My relationship with Patagonia began in 2006: a road trip from Buenos Aires guided by my father-in-law Adalberto. As someone who has been exploring the region since he was a little boy growing up in the province of Neuquén — in a time where the only way through the cordillera was on horseback — he was able to provide a rare perspective on the cultures, towns, rivers, and wildlife of southern Argentina.
Two seemingly contradictory things were really impressed upon me in this initial trip. One was the outright scale-shattering presence of the terrain. But the other was that no matter how deep you were into the massive landscape, you’d find people living there. There were paisanos, (a non-derogatory colloquialism for camepsino or “country folk”) scratching out a living on small isolated ranches. Refugieros, or shelter-keepers, with their home-brewed beer and herds of sheep on some high mountain aerie. Indigenous Mapuche living in small, self-sufficient homesteads (complete with small wind-driven power supplies) deep in the national parks.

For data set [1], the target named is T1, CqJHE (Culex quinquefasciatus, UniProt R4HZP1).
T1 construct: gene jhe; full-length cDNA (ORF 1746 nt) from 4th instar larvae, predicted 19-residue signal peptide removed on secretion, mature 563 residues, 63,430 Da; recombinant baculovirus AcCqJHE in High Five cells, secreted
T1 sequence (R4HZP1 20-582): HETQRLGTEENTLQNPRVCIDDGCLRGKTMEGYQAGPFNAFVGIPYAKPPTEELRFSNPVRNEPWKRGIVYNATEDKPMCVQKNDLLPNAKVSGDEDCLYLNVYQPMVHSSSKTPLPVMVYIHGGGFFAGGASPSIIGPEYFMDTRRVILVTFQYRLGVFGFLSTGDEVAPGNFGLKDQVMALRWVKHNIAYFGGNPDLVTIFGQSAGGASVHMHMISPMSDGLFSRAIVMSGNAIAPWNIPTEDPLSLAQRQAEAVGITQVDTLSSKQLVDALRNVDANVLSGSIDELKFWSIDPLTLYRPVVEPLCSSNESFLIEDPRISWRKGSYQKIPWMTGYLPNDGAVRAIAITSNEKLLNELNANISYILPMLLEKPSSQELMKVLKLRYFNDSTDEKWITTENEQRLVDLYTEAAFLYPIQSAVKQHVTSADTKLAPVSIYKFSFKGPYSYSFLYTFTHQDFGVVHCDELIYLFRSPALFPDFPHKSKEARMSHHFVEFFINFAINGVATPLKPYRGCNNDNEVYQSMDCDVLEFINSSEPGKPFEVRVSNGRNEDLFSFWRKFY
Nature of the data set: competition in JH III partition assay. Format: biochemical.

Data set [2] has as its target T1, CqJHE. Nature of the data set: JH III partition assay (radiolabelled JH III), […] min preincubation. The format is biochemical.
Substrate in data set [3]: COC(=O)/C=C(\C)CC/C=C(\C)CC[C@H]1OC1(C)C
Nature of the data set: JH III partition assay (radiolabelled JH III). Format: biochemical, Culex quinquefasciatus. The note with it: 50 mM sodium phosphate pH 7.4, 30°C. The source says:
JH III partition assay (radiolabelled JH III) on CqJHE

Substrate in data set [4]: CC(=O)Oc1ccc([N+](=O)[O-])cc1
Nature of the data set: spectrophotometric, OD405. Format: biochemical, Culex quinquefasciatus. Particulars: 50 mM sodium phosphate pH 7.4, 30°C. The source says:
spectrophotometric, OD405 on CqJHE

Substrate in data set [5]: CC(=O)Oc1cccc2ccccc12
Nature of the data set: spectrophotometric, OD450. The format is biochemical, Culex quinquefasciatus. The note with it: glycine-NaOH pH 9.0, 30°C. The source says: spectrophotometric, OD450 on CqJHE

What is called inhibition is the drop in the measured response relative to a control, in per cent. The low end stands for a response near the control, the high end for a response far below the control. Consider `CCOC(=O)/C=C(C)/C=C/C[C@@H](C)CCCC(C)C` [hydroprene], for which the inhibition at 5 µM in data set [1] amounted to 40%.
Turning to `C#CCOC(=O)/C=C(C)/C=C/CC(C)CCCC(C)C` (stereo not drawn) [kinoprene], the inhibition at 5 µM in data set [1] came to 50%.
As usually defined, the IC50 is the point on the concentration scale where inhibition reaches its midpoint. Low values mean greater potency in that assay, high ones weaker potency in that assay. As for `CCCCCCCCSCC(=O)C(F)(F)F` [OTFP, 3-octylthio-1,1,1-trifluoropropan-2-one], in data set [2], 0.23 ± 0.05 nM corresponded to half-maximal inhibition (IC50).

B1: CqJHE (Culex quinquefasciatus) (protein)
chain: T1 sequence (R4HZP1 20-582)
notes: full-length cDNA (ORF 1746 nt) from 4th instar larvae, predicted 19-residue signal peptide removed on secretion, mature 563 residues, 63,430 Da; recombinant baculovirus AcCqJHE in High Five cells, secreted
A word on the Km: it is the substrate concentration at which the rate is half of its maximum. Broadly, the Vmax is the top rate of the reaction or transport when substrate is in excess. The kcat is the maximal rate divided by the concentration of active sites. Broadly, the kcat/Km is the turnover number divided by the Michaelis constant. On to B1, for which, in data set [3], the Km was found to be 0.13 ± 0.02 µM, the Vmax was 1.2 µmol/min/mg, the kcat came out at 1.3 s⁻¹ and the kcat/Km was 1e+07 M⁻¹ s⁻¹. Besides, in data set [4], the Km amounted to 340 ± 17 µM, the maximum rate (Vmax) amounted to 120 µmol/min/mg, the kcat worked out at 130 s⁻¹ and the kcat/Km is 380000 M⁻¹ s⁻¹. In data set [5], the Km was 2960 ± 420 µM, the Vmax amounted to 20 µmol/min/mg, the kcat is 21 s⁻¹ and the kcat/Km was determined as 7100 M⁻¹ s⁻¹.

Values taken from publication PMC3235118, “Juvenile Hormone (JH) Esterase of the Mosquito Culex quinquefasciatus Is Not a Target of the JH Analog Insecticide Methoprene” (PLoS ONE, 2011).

What I learned was that far from empty, Patagonia is a peopled landscape. And that while perhaps in the US one associated wilderness with national forests and parks, places to visit but not live, something about this seemed grounded and real, inspiring.
My trips to the region left a strong sense of what could be possible, travel- and life-wise, if we could ever figure out how to move to Patagonia for an extended time. Then in 2010, when our first child was just two years old, we decided to give it a shot and moved to the small town of El Bolsón.
The following images and descriptions collect some of the most important lessons we learned living in Patagonia.